Radnor expanded to single-stream recycling and added all the plastics categories in February. It's early, said Bill Hagan, the township's director of public works, but "we're actually starting to see revenue" from the program.
Collingswood claims to be the only municipality in Camden County to recycle all plastics. Towns contract through the county with a hauler that does not accept 3-and-up plastics. But borough residents raised such a ruckus that officials installed a special Dumpster at a drop-off site. Many nonresidents use it as well, recycling coordinator Brad Stokes said.
In the first five months, Collingswood collected seven tons of plastics. This year, Stokes predicted, the town will collect 25 to 30 tons - which would otherwise cost $2,000 to dispose of.
Some communities don't haul waste, so residents strike their own deals. Meanwhile, the list of haulers accepting all numbers of plastics keeps expanding - including firms such as A.J. Blosenski in Elverson and Ches-Mont Disposal in Skippack.
Partly due to the extra categories, recycling of plastics rose 11 percent from 2007 to 2008, the last year for which nationwide statistics are available, the chemistry council's Christman said.
The higher-numbered plastics were always recyclable, he said, but sorting was expensive and the commodity market was low.
Now prices are rising, so more communities are recycling more plastics. That leads to a stable supply that fuels a market expansion. And then another price hike.
Still, environmentalists are not totally sold on increased plastics recycling. They worry it will lull consumers into complacency about all the packaging they buy. The hierarchy they advocate is to reduce first, reuse next, and recycle only as a last resort.
On the other hand, ample packaging also saves resources, Christman said. If the television gets smashed or the strawberries are crushed in delivery, that's waste.
Another thorny problem is that many of the higher-number plastics are bundled together and sent to China for further sorting and reuse. This raises concerns about the environmental footprint of the transport, plus the human-rights aspect of using cheap labor with minimal environmental protections.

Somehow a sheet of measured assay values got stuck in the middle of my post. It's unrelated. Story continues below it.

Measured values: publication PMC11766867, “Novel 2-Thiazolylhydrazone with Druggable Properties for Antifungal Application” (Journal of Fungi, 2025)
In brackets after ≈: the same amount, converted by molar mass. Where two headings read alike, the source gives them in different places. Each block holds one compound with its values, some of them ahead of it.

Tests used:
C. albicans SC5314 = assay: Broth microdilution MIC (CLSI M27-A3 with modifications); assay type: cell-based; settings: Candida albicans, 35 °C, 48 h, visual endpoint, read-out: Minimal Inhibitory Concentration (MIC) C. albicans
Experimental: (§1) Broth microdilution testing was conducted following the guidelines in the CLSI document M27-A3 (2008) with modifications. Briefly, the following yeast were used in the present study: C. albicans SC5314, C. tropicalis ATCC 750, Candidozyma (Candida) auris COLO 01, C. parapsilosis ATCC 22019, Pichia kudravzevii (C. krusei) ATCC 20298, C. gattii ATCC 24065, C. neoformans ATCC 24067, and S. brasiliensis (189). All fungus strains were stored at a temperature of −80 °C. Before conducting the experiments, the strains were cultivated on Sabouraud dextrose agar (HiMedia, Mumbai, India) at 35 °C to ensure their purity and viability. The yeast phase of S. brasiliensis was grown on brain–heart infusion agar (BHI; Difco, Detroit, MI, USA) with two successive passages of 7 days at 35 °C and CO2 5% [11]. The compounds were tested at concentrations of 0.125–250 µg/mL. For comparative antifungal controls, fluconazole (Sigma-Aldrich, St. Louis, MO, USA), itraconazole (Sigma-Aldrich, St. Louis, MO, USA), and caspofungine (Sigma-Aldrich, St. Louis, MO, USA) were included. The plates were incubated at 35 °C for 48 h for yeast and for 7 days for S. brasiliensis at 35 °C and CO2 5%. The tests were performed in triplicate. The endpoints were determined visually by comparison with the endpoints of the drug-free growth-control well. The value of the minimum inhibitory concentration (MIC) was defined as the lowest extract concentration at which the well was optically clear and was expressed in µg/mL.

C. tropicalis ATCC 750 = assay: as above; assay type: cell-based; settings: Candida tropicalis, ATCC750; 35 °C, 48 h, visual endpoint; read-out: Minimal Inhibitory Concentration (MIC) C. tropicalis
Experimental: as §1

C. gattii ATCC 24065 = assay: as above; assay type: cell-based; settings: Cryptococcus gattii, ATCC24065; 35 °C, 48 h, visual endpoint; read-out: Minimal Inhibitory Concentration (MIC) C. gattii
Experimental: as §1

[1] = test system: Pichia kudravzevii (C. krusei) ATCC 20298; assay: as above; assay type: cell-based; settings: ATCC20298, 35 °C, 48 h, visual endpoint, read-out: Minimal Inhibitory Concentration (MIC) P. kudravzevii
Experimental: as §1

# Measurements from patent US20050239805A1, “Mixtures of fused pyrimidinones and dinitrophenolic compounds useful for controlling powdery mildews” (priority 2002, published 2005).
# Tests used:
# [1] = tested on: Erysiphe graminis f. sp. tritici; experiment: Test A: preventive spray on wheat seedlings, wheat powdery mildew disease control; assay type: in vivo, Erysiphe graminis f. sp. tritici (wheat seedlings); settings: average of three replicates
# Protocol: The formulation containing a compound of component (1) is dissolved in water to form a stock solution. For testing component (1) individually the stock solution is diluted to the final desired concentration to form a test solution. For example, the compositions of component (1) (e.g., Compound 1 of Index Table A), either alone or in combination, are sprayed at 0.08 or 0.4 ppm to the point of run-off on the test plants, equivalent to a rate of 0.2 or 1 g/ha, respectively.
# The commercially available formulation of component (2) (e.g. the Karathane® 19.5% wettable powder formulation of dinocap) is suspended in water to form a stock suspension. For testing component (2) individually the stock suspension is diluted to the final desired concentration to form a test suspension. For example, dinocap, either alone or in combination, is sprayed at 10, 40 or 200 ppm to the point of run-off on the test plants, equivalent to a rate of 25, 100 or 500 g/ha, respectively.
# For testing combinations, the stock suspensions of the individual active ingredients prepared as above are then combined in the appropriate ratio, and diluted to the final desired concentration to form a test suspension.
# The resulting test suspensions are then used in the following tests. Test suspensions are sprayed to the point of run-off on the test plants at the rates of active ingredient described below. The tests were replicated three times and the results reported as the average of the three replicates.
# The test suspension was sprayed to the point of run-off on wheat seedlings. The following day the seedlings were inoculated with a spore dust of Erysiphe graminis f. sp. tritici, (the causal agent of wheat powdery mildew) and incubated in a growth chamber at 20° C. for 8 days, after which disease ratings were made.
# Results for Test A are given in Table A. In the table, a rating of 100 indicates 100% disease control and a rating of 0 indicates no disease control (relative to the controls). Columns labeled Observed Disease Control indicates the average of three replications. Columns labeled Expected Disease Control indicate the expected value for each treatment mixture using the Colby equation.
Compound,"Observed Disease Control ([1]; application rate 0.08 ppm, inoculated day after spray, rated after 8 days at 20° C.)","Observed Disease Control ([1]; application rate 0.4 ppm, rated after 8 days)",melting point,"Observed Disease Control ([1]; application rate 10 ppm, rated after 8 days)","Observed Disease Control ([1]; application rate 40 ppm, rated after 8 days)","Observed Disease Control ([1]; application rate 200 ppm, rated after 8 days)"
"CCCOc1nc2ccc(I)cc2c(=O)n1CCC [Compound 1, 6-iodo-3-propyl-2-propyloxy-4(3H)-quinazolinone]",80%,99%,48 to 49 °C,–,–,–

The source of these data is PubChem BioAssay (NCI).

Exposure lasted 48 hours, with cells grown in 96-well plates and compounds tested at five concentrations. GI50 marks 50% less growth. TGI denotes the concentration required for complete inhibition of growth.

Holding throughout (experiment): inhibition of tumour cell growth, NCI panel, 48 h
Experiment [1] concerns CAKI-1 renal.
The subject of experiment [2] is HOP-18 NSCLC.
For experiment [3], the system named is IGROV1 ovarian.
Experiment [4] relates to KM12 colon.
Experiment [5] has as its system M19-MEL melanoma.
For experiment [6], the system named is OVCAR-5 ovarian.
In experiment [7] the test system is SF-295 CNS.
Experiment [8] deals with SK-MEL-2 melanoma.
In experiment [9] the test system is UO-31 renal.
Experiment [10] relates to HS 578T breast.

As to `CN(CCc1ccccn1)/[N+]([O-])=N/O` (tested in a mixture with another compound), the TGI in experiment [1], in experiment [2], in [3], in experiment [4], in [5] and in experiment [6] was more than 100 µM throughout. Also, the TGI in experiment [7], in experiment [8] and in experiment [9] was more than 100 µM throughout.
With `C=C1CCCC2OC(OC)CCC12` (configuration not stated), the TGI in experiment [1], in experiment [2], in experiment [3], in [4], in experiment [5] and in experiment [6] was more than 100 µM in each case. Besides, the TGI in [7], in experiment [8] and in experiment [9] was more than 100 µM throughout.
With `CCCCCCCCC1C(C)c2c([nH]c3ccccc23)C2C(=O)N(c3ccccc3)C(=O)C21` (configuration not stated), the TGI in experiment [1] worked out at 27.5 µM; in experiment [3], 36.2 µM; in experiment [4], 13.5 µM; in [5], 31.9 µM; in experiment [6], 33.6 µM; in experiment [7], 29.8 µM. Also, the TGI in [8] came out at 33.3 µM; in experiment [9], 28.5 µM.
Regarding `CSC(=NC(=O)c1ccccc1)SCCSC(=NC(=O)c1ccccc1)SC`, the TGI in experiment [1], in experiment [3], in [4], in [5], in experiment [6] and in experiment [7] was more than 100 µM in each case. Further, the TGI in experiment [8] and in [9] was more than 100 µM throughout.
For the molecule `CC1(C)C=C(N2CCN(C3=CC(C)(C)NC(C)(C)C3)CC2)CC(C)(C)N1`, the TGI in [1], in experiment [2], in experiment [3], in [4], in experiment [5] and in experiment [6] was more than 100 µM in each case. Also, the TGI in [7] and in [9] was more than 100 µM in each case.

The reason the numbers have been so important is that each refers to a different plastics recipe. Some plastics have chemicals that make them stiffer, or resistant to chemicals, or resistant to heat. Some add coloring.
When it comes to being reused, each has a different melting point. So contamination can cause a mess.
Indeed, said Darby Hoover, a recycling expert with the Natural Resources Defense Council, that's part of the motivation for a city to collect all the plastics - so the facilities can sort everything out, "and they don't have to ask consumers to make distinctions."
South Philadelphia resident Lynch, a Legal Aid lawyer, figures he will still save other hard-to-recycle materials. He has semi-comic visions of his descendants' sorting through landfills and being appalled at the goodies that this generation discarded.
He and his neighbors will still make the trek to Pottstown's nonprofit Recycling Services Inc., renowned among recycling addicts for the variety of materials it accepts - including waxed juice cartons and fishing line.
But with Philadelphia taking all the bulky plastics, they just won't go as often.